The role of melanocortin 1 receptor in kidney disease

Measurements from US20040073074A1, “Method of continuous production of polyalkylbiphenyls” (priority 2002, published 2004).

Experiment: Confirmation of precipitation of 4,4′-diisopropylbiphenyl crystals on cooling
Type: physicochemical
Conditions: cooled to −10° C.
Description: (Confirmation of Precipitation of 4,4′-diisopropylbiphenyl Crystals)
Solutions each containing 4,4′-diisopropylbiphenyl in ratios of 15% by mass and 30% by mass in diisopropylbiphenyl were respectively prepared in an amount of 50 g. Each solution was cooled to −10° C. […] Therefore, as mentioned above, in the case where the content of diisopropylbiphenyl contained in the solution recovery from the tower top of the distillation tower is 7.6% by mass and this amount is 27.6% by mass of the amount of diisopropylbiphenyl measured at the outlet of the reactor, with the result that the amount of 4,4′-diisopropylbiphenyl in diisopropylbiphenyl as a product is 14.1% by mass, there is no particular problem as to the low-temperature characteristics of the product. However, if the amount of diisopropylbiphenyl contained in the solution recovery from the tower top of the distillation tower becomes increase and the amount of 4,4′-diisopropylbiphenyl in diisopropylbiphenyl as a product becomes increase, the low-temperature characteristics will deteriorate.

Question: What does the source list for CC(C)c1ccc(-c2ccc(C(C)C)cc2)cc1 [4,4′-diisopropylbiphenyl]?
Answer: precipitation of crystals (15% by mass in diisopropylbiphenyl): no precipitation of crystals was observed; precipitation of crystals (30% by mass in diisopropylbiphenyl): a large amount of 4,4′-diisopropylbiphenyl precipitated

Sammanfattning: Nephrotic syndrome is a term describing a group of poorly understood glomerular diseases that are responsible for a steadily increasing number of patients requiring active uremic care. Characteristic symptoms of nephrotic syndrome are proteinuria, hypoalbuminemia, hyperlipidemia and peripheral edema, and treatment of these symptoms, rather than their cause, is currently the only option available to the clinician. While the mechanisms underlying these diseases remain elusive, a number of studies have lately revisited adrenocorticotropic hormone (ACTH) as a potential treatment option since it has been shown to reduce proteinuria and improve glomerular function. Thus, the aim of this thesis has been to elucidate the mechanisms behind this treatment strategy. The hypothesis is that ACTH mediates its effect by a kidney specific receptor. The gene expression of all ACTH receptors, melanocortin receptors (MCR) 1-5, was therefore investigated. MC1R gene expression was detected in kidney tissue, including cells specific for the glomerular filtration barrier (endothelial cells, podocytes and mesangial cells). MC1R protein was also detected and found to be co-localized with synaptopodin, a podocyte specific marker. In order to assess the relevance of MC1R in disease, selective agonists were used in experimental nephrotic models. MC1R agonists ameliorated the disease in a rat model resembling membranous nephropathy, and reduced proteinuria, improved morphology and reduced oxidative stress. MC1R agonists did not reduce proteinuria in a model resembling focal segmental glomerulosclerosis, suggesting different mechanistic pathways. Signaling pathways were investigated by stimulating podocytes with a selective MC1R agonist. Several known intracellular pathways were activated, including cAMP, phosphorylation of ERK1/2 and activation of catalase, an anti-oxidative enzyme. MC1R stimulation may also have a protective effect in nephrotoxin-induced rearrangement of the actin cytoskeleton. In conclusion, this thesis has provided new data on the mechanisms behind the beneficial effects of ACTH treatment in nephrotic patients. MC1R, expressed in podocytes, likely mediates these effects. The results presented herein will pave the way for new, more specific and possibly curative treatment options, without severe side effects, for nephrotic patients.
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